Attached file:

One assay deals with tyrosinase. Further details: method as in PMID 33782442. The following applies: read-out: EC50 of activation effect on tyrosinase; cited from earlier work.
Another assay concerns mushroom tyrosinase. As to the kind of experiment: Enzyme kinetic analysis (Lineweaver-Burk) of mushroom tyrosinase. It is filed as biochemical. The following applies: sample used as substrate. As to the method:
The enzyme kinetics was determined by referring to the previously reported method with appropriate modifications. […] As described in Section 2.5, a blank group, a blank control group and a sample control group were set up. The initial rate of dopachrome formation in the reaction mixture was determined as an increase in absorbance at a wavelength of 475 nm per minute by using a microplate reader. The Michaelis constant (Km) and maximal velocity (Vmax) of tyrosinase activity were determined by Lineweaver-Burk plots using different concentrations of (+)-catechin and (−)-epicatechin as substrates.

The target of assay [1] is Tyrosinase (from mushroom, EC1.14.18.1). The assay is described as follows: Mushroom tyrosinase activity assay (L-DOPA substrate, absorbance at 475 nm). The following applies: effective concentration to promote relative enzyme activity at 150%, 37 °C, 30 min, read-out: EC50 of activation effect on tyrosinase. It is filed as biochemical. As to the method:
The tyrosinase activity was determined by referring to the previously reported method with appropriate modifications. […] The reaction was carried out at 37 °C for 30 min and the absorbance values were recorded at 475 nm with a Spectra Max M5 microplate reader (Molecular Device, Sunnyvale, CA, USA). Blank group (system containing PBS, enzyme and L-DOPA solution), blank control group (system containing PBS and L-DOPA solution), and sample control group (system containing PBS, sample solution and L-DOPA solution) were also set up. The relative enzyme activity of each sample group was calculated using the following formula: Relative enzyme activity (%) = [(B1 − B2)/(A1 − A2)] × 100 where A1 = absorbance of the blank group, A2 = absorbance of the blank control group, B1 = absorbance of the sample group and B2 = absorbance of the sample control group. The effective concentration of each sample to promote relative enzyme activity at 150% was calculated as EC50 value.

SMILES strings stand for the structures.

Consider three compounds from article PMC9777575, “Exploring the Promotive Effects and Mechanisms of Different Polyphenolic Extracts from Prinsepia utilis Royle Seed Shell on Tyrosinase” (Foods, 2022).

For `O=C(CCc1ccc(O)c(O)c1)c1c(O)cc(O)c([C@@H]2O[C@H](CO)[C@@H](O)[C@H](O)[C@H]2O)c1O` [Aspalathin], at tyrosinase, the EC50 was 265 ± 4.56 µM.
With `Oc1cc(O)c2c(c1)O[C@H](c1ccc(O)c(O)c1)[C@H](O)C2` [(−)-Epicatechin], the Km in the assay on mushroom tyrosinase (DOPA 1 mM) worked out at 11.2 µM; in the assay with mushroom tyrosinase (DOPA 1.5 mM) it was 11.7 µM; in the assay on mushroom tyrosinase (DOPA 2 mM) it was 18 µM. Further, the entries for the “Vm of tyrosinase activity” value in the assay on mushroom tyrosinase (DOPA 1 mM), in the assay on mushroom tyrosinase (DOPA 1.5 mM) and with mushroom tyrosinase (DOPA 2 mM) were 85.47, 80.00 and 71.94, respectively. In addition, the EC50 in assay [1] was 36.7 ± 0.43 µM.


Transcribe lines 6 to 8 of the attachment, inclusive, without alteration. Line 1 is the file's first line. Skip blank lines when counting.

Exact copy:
SMILES strings stand for the structures.

Consider three compounds from article PMC9777575, “Exploring the Promotive Effects and Mechanisms of Different Polyphenolic Extracts from Prinsepia utilis Royle Seed Shell on Tyrosinase” (Foods, 2022).

For `O=C(CCc1ccc(O)c(O)c1)c1c(O)cc(O)c([C@@H]2O[C@H](CO)[C@@H](O)[C@H](O)[C@H]2O)c1O` [Aspalathin], at tyrosinase, the EC50 was 265 ± 4.56 µM.